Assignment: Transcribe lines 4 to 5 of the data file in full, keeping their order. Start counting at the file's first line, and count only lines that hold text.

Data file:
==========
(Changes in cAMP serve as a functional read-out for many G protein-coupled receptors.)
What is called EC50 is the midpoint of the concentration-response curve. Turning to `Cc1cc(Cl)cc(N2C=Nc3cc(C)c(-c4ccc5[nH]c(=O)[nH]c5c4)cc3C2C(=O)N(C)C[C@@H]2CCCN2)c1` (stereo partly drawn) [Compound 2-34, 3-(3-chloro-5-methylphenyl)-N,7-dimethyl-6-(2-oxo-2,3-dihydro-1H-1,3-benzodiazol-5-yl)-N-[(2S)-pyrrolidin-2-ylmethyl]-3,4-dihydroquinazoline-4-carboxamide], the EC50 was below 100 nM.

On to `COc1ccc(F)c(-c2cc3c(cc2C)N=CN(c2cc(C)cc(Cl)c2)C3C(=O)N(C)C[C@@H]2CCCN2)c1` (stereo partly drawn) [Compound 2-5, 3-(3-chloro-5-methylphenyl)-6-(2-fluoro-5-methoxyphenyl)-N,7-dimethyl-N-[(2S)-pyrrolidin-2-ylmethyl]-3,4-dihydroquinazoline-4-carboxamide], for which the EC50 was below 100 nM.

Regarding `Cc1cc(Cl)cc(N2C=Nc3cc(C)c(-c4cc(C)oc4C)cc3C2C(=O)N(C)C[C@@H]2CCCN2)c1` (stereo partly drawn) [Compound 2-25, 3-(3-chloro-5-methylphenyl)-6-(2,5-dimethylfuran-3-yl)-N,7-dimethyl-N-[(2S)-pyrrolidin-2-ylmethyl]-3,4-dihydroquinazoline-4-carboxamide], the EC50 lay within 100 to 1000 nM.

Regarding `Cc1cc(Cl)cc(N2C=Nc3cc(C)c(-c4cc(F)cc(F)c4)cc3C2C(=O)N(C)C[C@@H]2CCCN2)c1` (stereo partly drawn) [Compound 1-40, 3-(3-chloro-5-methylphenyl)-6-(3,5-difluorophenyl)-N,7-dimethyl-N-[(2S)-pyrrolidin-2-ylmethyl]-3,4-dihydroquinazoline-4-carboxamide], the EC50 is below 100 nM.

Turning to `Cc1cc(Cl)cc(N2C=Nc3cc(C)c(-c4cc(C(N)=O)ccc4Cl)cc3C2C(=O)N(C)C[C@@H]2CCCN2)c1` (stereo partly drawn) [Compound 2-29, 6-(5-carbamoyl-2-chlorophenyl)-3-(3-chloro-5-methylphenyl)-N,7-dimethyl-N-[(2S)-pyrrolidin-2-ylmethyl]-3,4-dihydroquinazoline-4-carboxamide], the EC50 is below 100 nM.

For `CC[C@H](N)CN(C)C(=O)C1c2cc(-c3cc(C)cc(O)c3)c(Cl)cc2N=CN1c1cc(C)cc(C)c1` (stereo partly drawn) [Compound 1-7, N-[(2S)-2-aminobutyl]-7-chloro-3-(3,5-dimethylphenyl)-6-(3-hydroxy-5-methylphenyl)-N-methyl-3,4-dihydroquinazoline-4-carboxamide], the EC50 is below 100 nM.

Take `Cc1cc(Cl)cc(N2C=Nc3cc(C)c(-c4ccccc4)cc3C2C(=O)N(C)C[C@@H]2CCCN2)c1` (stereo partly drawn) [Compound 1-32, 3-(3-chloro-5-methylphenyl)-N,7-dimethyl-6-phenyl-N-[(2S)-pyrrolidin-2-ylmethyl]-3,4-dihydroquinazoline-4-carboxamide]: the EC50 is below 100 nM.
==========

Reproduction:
Regarding `Cc1cc(Cl)cc(N2C=Nc3cc(C)c(-c4cc(C)oc4C)cc3C2C(=O)N(C)C[C@@H]2CCCN2)c1` (stereo partly drawn) [Compound 2-25, 3-(3-chloro-5-methylphenyl)-6-(2,5-dimethylfuran-3-yl)-N,7-dimethyl-N-[(2S)-pyrrolidin-2-ylmethyl]-3,4-dihydroquinazoline-4-carboxamide], the EC50 lay within 100 to 1000 nM.

Regarding `Cc1cc(Cl)cc(N2C=Nc3cc(C)c(-c4cc(F)cc(F)c4)cc3C2C(=O)N(C)C[C@@H]2CCCN2)c1` (stereo partly drawn) [Compound 1-40, 3-(3-chloro-5-methylphenyl)-6-(3,5-difluorophenyl)-N,7-dimethyl-N-[(2S)-pyrrolidin-2-ylmethyl]-3,4-dihydroquinazoline-4-carboxamide], the EC50 is below 100 nM.